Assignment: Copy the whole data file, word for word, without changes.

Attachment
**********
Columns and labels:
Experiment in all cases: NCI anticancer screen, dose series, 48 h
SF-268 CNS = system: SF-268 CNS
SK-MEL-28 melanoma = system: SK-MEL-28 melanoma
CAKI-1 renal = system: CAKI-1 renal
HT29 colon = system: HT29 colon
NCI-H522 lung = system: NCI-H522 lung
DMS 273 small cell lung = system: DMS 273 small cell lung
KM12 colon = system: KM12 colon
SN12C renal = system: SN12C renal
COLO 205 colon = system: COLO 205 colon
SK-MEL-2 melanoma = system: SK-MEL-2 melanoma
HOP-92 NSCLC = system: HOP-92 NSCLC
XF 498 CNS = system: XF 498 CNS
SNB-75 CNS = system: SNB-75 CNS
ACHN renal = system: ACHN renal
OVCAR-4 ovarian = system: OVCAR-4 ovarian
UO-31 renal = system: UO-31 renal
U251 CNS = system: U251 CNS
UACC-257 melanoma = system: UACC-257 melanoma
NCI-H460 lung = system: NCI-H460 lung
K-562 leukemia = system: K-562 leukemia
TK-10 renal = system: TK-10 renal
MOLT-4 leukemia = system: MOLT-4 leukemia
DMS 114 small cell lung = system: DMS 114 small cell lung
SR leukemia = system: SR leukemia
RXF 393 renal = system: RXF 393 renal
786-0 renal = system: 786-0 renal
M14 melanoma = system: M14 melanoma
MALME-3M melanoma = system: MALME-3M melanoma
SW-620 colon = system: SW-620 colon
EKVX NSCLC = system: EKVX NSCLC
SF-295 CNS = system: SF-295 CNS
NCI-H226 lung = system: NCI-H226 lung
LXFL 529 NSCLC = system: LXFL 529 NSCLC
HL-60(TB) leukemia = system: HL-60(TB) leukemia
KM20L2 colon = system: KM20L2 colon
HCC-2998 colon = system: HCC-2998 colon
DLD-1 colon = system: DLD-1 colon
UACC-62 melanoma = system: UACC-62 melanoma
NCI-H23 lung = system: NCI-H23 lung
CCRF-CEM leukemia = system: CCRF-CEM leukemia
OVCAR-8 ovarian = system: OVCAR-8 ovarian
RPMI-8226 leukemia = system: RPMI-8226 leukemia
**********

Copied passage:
Columns and labels:
Experiment in all cases: NCI anticancer screen, dose series, 48 h
SF-268 CNS = system: SF-268 CNS
SK-MEL-28 melanoma = system: SK-MEL-28 melanoma
CAKI-1 renal = system: CAKI-1 renal
HT29 colon = system: HT29 colon
NCI-H522 lung = system: NCI-H522 lung
DMS 273 small cell lung = system: DMS 273 small cell lung
KM12 colon = system: KM12 colon
SN12C renal = system: SN12C renal
COLO 205 colon = system: COLO 205 colon
SK-MEL-2 melanoma = system: SK-MEL-2 melanoma
HOP-92 NSCLC = system: HOP-92 NSCLC
XF 498 CNS = system: XF 498 CNS
SNB-75 CNS = system: SNB-75 CNS
ACHN renal = system: ACHN renal
OVCAR-4 ovarian = system: OVCAR-4 ovarian
UO-31 renal = system: UO-31 renal
U251 CNS = system: U251 CNS
UACC-257 melanoma = system: UACC-257 melanoma
NCI-H460 lung = system: NCI-H460 lung
K-562 leukemia = system: K-562 leukemia
TK-10 renal = system: TK-10 renal
MOLT-4 leukemia = system: MOLT-4 leukemia
DMS 114 small cell lung = system: DMS 114 small cell lung
SR leukemia = system: SR leukemia
RXF 393 renal = system: RXF 393 renal
786-0 renal = system: 786-0 renal
M14 melanoma = system: M14 melanoma
MALME-3M melanoma = system: MALME-3M melanoma
SW-620 colon = system: SW-620 colon
EKVX NSCLC = system: EKVX NSCLC
SF-295 CNS = system: SF-295 CNS
NCI-H226 lung = system: NCI-H226 lung
LXFL 529 NSCLC = system: LXFL 529 NSCLC
HL-60(TB) leukemia = system: HL-60(TB) leukemia
KM20L2 colon = system: KM20L2 colon
HCC-2998 colon = system: HCC-2998 colon
DLD-1 colon = system: DLD-1 colon
UACC-62 melanoma = system: UACC-62 melanoma
NCI-H23 lung = system: NCI-H23 lung
CCRF-CEM leukemia = system: CCRF-CEM leukemia
OVCAR-8 ovarian = system: OVCAR-8 ovarian
RPMI-8226 leukemia = system: RPMI-8226 leukemia